This is a common sobriquet for Tubman, popularized by an early biography written by Sarah Bradford. The phrase is typically used to conjure the enormous scope of Tubman's efforts to lead fellow slaves to freedom. Bradford wrote that Tubman freed more than 300 people in 19 trips. That claim is repeated on plaques and monuments. But while Tubman is indeed a giant of American history, her Underground Railroad missions were more limited, though much more complicated and dangerous, than they are often made out to be.

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Tubman fits the bill

    Conservatives should be delighted that Harriet Tubman's likeness will grace the $20 bill. She was a Republican, after all, and a pious Christian. And she routinely exercised her Second Amendment right to carry a gun, which she was ready to use against anyone who stood in her way -- or any fugitive slave having second thoughts. On her long road to freedom, there was no turning back.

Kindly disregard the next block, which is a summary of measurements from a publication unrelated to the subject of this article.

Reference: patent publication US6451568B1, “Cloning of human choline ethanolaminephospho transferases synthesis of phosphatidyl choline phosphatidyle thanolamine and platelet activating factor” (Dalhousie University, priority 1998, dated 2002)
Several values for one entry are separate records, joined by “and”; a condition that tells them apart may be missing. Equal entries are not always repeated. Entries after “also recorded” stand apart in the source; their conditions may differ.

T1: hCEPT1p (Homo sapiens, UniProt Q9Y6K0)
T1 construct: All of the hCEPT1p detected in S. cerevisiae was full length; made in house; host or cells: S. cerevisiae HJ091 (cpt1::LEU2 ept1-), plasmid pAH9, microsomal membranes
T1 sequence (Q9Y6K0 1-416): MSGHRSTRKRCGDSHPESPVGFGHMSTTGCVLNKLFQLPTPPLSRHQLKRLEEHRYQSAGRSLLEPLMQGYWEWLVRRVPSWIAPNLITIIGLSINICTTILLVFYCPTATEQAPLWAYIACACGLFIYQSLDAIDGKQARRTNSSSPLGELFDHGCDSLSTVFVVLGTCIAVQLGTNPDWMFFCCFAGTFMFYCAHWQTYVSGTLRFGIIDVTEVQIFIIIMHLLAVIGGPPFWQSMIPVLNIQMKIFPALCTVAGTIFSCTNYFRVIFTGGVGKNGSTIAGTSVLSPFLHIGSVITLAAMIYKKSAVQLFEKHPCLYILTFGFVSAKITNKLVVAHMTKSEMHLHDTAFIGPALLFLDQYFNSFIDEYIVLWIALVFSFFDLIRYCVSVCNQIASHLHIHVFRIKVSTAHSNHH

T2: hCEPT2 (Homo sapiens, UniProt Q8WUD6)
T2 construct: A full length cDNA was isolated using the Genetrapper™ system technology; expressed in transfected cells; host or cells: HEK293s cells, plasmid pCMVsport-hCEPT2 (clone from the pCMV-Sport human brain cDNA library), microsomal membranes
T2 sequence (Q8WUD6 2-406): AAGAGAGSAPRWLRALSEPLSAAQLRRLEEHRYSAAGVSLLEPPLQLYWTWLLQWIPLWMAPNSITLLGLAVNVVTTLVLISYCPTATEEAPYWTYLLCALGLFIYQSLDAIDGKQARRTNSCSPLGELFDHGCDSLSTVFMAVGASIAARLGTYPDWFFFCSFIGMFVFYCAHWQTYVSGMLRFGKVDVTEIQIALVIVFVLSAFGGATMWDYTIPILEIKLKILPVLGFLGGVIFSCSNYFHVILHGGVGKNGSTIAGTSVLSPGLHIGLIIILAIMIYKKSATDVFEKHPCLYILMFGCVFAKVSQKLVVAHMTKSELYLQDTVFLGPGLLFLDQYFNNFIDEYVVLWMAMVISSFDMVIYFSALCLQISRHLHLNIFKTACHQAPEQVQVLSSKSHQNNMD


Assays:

Instead, we've had mostly silence from the right. Donald Trump did mouth off, of course, opining that slated-to-be-displaced Andrew Jackson "had a great history" and that substituting Tubman -- who, he allowed, was "fantastic" -- amounts to "pure political correctness." Ben Carson defended Jackson as "a tremendous president" who balanced the federal budget.

    Both men suggested that Tubman instead be put on the $2 bill, which nobody uses. That would be a great recipe for tokenism. I'm glad that Treasury Secretary Jacob Lew made a bolder and more meaningful choice.